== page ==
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Time Travel Theatrics

23 Sep

On July 31st, 2013, I visited the 1920s –

It was a decade of flapper fun, economic prosperity, jazz, and celebration. There was a reason it was called “The Roaring Twenties“: WWI had just ended and the country was looking forward to enjoying life. The decade was also famously known for the first ever feature-length film with sound, “The Jazz Singer.” Movie-watching had become a popular source of entertainment and an excellent method of escape for the war-tired nation. However, how we experience movies today is nothing like how the public experienced movies back then. Movie-watching was an extravagant theatrical outing – set a ways away from class divisions, social hierarchies, and the mundane frivolities of daily life.  Theaters were not casual cinemas like we have today but, instead, were lavishly decorated and required formal dress.  They were quite appropriately branded “movie palaces” (“Picture Palaces” in the UK).

Don’t ever underestimate the power of your feet and your mind. H.G. Wells may have built a time machine, but I got by on feet and imagination alone. The pair can take you anywhere (After all, they took Frodo all the way to Mordor & Alice all the way to Wonderland). With that thought in mind, my co-worker, Stephanie de Ruiter, and I went sniffing for history. We landed up at 54 Journal Square in Jersey City, NJ – the entrance of one of Jersey’s few and finest movie palaces – The Landmark Loew’s Jersey Theatre.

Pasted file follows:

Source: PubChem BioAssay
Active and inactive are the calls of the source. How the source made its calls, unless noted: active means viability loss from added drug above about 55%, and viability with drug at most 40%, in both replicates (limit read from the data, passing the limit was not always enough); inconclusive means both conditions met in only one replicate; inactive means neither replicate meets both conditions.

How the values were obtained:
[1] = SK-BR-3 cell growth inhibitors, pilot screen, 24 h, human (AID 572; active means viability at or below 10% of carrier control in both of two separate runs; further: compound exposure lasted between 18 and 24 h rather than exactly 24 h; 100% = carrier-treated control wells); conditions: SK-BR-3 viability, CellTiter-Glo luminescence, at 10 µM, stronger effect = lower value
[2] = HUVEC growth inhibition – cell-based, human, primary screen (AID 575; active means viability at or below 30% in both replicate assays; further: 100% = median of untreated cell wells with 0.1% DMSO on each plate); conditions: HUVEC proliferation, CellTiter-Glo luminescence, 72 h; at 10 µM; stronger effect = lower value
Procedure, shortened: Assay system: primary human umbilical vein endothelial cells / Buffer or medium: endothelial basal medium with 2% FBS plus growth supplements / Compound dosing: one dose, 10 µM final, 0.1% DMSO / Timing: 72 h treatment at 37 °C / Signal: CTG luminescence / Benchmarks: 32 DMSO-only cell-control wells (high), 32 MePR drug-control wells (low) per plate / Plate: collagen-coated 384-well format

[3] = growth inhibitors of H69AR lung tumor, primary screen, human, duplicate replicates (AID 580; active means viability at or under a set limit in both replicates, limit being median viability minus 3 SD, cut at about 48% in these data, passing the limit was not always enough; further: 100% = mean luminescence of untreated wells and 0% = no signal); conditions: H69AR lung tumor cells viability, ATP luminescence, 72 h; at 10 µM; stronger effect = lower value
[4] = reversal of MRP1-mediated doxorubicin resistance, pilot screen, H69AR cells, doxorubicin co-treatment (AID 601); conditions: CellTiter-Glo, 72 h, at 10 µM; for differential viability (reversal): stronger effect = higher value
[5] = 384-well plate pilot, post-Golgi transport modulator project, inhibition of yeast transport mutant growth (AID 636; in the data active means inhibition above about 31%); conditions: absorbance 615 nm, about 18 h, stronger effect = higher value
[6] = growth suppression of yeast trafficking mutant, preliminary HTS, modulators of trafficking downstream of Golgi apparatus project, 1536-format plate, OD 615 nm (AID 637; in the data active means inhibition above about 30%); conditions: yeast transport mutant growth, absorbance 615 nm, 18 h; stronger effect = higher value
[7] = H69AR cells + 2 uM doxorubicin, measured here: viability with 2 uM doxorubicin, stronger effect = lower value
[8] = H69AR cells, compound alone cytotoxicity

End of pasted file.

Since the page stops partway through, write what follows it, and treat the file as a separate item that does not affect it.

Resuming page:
At first glance, the theater seems old and ravaged by history and time but, at the same time, it is completely new – contrasted against the unrestrained digital age we now inhabit. Strangely snuggled between Journal Square Pub and C.H. Martin department store, the theater looks bizarrely out-of-place, almost invisible to passersby. The street was buzzing with noisy cars and silent strangers rushing past, none of them giving the theater a second glance.

loews jersey theatre (11 of 11)

View of the theater from across the street, Taken by: Nida Asheer

Although temporarily closed for renovations, event coordinator, Pattie Giordan, and director, Colin Egan, were nice enough to give us a full tour (& some fantastic first-hand accounts about the theater’s tumultuous past).